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The Viking invasions destroyed the glory of Celtic monasticism.
For a culture so reputedly bloodthirsty and 'barbarian,' the Celts were surpringsly winsome.
A Tradition for Neo-Pagan Times
ST. PATRICK'S DAY
Behind the fanciful legends of the fifth-century British missionary stands a man worthy of embellishment.
How Patrick may have convinced the Celts to turn from ritual killings to the one who died for all.
Celtic Christianity is not as theologically unique as many have supposed.
Irish monks and nuns are famous for their spiritual heroics.
Though named for a gentle bird, the ascetic Columba wielded enormous influence with chieftans and kings—even after he died.
Legendary Brigit brought joy and the burning presence of God.
The legendary exploits of four early Celtic leaders.
One of today's popular hymns began as a medieval Irish prayer.
What happened when Roman and Celtic Christianity squared off at the Synod of Whitby?
The most famous Celtic prayer shows why the Celts are known for exalting both creation and the Creator.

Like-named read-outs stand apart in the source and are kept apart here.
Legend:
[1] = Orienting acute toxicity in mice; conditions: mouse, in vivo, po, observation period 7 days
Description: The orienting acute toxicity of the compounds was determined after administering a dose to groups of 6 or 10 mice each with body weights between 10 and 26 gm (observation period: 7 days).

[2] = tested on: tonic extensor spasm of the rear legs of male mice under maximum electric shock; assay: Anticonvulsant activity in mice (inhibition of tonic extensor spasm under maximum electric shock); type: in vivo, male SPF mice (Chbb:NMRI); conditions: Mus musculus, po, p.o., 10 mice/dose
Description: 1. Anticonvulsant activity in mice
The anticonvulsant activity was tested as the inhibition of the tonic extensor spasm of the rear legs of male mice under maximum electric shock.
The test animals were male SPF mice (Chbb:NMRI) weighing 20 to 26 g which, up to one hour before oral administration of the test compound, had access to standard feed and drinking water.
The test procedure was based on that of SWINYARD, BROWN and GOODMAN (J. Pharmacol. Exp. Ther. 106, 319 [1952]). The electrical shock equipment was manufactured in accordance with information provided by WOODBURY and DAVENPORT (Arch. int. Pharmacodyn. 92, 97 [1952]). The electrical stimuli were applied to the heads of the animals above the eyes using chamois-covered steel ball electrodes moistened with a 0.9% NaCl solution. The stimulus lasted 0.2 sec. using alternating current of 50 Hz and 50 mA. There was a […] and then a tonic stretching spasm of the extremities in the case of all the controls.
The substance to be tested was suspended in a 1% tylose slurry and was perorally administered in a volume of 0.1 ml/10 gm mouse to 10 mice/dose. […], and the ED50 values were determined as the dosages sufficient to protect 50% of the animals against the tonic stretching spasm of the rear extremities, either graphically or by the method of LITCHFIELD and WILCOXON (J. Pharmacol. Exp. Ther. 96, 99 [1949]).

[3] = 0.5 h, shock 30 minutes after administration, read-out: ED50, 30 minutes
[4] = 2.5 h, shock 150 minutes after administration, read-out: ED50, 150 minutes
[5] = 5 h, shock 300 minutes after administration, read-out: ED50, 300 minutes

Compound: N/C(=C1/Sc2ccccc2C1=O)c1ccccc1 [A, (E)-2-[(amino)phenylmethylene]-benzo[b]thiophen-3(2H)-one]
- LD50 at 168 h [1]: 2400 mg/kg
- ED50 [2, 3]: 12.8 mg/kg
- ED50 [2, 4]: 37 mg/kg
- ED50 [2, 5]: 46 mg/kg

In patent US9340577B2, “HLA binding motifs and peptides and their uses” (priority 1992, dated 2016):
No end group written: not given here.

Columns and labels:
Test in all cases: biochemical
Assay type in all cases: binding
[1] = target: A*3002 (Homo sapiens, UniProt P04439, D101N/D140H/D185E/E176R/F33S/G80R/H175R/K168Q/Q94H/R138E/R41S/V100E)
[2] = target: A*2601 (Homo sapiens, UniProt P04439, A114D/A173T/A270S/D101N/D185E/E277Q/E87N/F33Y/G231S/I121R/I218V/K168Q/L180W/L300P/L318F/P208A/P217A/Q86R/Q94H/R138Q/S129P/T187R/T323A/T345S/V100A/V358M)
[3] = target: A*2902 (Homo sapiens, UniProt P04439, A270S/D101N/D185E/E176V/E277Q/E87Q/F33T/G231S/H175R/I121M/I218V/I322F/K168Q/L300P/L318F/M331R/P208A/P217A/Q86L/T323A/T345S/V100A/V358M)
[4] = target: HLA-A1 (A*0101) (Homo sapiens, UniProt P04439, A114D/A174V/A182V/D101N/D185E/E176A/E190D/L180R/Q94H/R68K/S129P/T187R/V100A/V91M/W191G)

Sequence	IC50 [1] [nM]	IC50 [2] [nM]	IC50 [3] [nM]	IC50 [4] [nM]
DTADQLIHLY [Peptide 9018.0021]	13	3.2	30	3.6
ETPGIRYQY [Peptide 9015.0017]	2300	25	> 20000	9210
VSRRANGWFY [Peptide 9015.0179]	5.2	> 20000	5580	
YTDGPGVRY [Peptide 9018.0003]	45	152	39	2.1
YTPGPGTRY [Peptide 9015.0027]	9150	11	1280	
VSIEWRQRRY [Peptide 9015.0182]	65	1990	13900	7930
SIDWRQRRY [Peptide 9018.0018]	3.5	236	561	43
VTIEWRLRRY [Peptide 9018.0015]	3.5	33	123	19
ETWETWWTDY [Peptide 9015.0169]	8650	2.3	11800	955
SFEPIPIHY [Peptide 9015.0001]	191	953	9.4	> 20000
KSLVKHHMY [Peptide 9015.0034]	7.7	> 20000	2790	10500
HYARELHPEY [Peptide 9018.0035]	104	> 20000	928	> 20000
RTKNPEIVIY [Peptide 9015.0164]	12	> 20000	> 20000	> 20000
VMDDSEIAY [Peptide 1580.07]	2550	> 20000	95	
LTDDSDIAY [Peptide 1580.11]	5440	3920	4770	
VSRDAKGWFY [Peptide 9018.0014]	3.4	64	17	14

Much that is heralded as Celtic Christianity today is neither Celtic nor Christian.
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October 19, 1512: Martin Luther receives his Doctor of Theology degree from the University of Wittenberg (see issue 34: Luther's Early Years).

October 19, 1609: Dutch theologian Jacob Arminius, founder of an anti-Calvinist Reformed theology, dies at age 49 in Leiden, Netherlands (see issue 12: John Calvin).

October 19, 1720: Quaker minister John Woolman is born in Roncocas, New Jersey. He was known for his concerns to live a simple life exemplifying "the right use of things," and to end war, slavery, ...

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